To assess behavior of biodiesel in cold environment could and pour point were determined. The lowest temperature at which sample form hazy cloud wax at the bottom of the beaker is called cloud point, whereas pour point is the lowest temperature at which sample becomes semi solid or lowest temperature at which sample becomes semi solid or loses its flow characteristics. The cloud and pour of the pinnata biodiesel were about 8°C and 3°C (Table 2).

Higher Heating Value

Energy packed in a fuel can be measured by burning specific quantity of it and determining the heat produced by it. This can be expressed in joules per kilogram. If the fuel has higher value of calorific value engine performance will be good. The calorific value determined for Azolla pinnata biodiesel is 38.2 MJ which is slightly less than diesel (Table 2).


In this present work, an attempt has been made to extract biodiesel from Azolla pinnata macroalgae. The algae was grown in sewage wastewater, which is rich in nitrogen and phosphorous.

• In FTIR Spectroscopy test, the various functional group present in the biodiesel were identified which was also present in Neat Diesel. The presence of Fatty acid methyl ester confirmed the conversion of oil in to biodiesel.

• For presence of saturated and unsaturated fatty acids using Gas chromatography (GC-MS). It showed the presence of FAME, in which eight were saturated and three were unsaturated fatty acids. This reveals the suitability of the synthesized biodiesel to be used as fuel or fuel blender.

• The calorific value of biodiesel was 38.2 MJ/Kg, which is comparable with the diesel calorific value of 44 MJ/Kg. Hence, by blending with normal diesel, an optimum calorific value can be obtained.

• The synthesized biodiesel showed a dynamic viscosity of 4.3 cP whereas normal diesel is having a viscosity of 3.06 cP.

• The synthesized biodiesel showed a cloud point of +8°C and a pour point of +3°C, thereby confirming with ASTM D2500, ASTM D97standards.

• The synthesized biodiesel showed a flash point of 108°C and fire point of 120°C, thereby ensuring the ASTM D93.


Chinnasamy, S., Bhatnagar, A., Hunt, R.W. and Das, K.C. (2010). Microalgae cultivation in a wastewater dominated by carpet mill effluents for biofuel applications. Bioresource Technology. 101 : 3097-3105.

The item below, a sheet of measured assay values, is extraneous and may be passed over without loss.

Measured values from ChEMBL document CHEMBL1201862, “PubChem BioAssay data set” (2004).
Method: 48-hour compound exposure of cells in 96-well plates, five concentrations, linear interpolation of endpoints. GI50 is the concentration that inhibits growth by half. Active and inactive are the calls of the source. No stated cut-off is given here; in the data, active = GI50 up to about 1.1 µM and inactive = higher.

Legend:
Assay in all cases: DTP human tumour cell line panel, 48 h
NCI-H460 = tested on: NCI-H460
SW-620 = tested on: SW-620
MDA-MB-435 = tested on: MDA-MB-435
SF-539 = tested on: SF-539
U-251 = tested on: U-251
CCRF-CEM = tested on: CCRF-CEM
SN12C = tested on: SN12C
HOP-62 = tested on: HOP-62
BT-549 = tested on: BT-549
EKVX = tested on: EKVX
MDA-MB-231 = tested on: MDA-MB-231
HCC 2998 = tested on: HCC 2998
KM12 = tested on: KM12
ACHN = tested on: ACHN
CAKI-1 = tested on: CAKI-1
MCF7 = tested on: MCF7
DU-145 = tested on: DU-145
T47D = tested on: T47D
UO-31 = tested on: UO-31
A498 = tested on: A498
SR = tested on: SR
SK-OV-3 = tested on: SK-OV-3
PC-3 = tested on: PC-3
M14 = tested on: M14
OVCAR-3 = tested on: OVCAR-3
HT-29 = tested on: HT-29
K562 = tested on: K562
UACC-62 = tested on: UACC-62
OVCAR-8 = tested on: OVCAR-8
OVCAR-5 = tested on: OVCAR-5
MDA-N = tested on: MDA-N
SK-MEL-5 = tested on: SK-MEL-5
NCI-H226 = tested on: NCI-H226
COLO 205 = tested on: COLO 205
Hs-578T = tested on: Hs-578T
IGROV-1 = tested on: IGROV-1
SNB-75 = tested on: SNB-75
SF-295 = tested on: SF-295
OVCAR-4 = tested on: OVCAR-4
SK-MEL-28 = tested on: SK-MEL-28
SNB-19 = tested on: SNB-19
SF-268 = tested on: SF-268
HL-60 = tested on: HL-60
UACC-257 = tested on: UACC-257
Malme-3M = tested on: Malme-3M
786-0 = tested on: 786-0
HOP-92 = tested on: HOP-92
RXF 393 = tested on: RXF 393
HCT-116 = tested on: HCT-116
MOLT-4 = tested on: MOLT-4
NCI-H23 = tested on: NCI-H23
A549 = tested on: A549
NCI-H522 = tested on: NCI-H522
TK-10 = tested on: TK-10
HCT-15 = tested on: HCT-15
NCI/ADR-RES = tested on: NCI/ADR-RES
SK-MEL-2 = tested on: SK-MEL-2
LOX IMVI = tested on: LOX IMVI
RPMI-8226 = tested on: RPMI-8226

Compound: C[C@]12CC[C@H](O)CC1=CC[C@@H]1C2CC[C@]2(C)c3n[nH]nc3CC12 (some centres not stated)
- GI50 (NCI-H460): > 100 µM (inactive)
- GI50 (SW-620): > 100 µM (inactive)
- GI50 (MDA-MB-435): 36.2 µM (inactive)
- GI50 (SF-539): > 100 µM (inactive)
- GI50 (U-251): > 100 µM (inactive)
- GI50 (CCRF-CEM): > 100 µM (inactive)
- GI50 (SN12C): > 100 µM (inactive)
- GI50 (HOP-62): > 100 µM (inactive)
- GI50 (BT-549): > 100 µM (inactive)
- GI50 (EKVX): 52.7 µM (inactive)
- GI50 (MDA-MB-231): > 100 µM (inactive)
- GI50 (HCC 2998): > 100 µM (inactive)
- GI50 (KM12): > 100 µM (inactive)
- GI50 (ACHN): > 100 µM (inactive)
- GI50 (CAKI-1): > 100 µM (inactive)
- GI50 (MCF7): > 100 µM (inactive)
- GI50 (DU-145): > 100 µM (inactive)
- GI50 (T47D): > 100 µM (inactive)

Demirbas, A. (2009). Progress and recent trends in biodiesel fuels. Energy Conversion and Management. 50 : 14-34.

Fangrui, M. and Milford, A.H. (1999). Biodiesel production: A review. Bioresource Technology. 70 : 1-15.

Indhumathi, P., Syed, S.P.S. and Shoba, U.S. (2014). A method for production and characterization of biodiesel from green micro algae. International Journal of Bio-Science and Bio-Technology. 6 : 111-122.

Marchetti, J.M., Miguel, V.U. and Errazu, A.F. (2007). Possible methods for biodiesel production. Renewable and Sustainable Energy Reviews. 11 : 1300-1311.

Muradov, N., Mohamed, T., Miranda, A.F., Krishna, K., Amit, G., Simone, R., et al. (2014). Dual application of duckweed and Azolla plants for wastewater treatment and renewable fuels and petrochemicals production. Biotechnology for biofuels. 7 : 30.

Nautiyal., Piyushi., Subramanian, K.A. and Dastidar, M.G. (2014). Production and characterization of biodiesel from algae. Fuel Processing Technology. 120 : 79-88.

Salehzadeh., Ali., Akram, S.N. and Amir, A. (2014). Biodiesel production from Azolla filiculoides (water fern). Tropical Journal of Pharmaceutical Research. 13 : 957-960.

Subramanian, K.A., Singal, S.K., Saxena, M. and Singhal, S. (2005). Utilization of liquid biofuels in automotive diesel engines: An Indian perspective. Biomass and Bioenergy. 29 : 65-72.

Sumanta, N., Choudhury, I.H., Jaishee, N. and Roy, S. (2014). Spectrophotometric analysis of chlorophylls and carotenoids from commonly grown fern species by using various extracting solvents. Research Journal of Chemical Sciences. 4 : 63-69.

Tredici, M.R. (2010). Photobiology of microalgae mass cultures: Understanding the tools for the next green revolution. Future science. 1 : 143-162.

Van, G.J. (2005). Biodiesel processing and production. Fuel Processing Technology.  86 : 1097-1107.

Zhu, C.J. and Lee, Y.K. (1997). Determination of biomass dry weight of marine microalgae. J Appl Phycol. 9 : 189-194.

Copyright © 2018 Research and Reviews, All Rights Reserved